My father-in-law built this hutch in the 1980s, and after being used as a bookshelf for twenty years, it sat unused in a rabbit shed. My wife asked me to repair it and refinish it.
Here’s the main problem: one of the legs broke and had been replaced by a piece of scrap. Such an elegant solution!
The damage hiding beneath the scrap.
The back panels were in pretty bad shape. The bottom section was literally held together with tape…
…so I removed it.
Very carefully, I cut out the broken leg. I believe this is also how a doctor repairs a broken leg.
I used the leg on the other side to trace a template onto the new wood.
A handsaw and a coping saw took care of the cuts.
The bottom shelf sits inside a dado, so I had to add that to the new piece.
I hand-cut the dado because my table saw was covered in boxes, since I was reorganizing the garage during this project.
You can hardly tell where the new wood starts and the old wood ends!
Copious amounts of wood filler took care of the screw holes and the gaps between the two pieces.
After sanding, it was all smooth and continuous.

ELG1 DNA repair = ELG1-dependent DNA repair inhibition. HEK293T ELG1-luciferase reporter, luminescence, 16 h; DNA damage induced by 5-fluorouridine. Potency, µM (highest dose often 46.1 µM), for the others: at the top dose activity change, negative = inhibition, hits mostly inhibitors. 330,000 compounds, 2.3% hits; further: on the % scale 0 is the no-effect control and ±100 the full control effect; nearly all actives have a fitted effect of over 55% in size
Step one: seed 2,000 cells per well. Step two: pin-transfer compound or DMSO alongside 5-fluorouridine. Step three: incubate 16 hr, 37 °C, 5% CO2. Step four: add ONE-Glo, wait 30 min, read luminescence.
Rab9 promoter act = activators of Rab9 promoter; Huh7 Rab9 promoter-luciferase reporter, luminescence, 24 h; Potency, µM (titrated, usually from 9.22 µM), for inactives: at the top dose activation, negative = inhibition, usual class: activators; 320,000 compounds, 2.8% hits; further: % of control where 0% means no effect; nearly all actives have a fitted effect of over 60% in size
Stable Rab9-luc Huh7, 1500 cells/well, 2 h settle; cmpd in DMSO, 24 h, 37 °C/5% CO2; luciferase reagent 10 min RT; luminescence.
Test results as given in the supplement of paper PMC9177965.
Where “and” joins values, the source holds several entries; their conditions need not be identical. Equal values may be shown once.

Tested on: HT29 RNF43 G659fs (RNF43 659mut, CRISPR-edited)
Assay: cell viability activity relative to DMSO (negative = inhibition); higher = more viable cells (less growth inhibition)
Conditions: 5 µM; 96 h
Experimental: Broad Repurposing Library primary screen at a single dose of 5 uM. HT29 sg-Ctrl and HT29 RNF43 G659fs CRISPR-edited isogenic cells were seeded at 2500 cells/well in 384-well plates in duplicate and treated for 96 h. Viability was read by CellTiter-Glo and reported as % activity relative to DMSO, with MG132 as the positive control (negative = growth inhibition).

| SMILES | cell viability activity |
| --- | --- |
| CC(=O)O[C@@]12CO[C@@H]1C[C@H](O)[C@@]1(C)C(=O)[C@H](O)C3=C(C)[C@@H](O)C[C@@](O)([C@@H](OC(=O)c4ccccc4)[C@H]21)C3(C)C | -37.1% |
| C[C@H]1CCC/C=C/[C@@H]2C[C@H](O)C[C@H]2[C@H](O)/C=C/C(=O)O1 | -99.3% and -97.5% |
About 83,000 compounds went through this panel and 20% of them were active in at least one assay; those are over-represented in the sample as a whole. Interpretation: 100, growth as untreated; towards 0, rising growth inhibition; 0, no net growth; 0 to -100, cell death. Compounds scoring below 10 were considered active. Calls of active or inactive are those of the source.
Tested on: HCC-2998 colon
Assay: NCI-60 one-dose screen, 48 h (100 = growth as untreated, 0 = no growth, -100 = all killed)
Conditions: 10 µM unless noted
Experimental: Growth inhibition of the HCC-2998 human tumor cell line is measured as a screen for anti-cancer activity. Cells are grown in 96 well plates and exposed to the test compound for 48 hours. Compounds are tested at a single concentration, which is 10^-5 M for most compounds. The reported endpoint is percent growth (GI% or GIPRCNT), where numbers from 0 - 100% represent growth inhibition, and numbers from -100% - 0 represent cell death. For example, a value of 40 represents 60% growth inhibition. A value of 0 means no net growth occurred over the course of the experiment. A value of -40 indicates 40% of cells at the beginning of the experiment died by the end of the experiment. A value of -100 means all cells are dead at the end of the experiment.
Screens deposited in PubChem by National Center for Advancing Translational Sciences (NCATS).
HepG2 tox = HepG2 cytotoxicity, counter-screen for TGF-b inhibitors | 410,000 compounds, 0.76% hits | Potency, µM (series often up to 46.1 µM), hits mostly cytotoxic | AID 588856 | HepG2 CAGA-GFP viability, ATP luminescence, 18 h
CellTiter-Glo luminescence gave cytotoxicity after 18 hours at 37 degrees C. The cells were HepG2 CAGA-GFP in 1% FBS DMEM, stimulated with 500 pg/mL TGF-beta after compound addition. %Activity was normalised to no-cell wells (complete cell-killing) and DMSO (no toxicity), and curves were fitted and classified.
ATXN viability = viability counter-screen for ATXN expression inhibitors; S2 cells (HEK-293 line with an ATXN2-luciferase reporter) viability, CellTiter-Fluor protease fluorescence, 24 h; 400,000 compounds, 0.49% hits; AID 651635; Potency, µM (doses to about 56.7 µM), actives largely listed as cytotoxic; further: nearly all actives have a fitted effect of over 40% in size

I took the top panel off of the back too because it was water-damaged, and since I was going to replace the bottom panel, I could just replace them both with a single sheet of plywood.
I sanded the entire hutch until the finish was gone. This is my least favorite part of any refinishing project.
The new birch plywood back panel.
Ready for paint. Oh no, paint? Yes paint. I wouldn’t have used non-matching wood plus wood filler if it wasn’t going to be painted anyway.
My wife says this color is popular right now. (I believe its official name is “57 Chevy Bel Air Seafoam.”) She asked that I use chalk paint to get the “old” look; this paint should wear more easily than regular paint and begin to look even more distressed as we use the hutch.
The repaired corner. Imperceptible. Undetectable.
I reused the old hardware, since we were going for an old look anyway.
Oops. I probably should have checked that the doors lined up before screwing them back on. Maybe that’s why one had been taken off. I ended up filling the screw holes for one set of hinges and rehanging the door 1/8″ higher.
With arms wide open.
The finished product. I have a “huntch” that this hutch is ready for another thirty years of use.
3 comments on “What’s Old is New Again… and Then Old Again”
Pressboard ok, but I always find such colors like a rape of real wood. The beautiful wooden texture: all gone.
If you don’t mind, I’d have two questions:
Why did you saw the curve with a handsaw and not an electrical one?
How did you do the sanding: by hand? Used grain sizes?
My handsaw was easier to get, and by the time I would have plugged in a jigsaw and gotten set up with it, I would have already finished the cut with the coping saw.
Random orbital sander with 80-grit and 120-grit sanding discs. Sanding sponges for any of the places the sander couldn’t reach.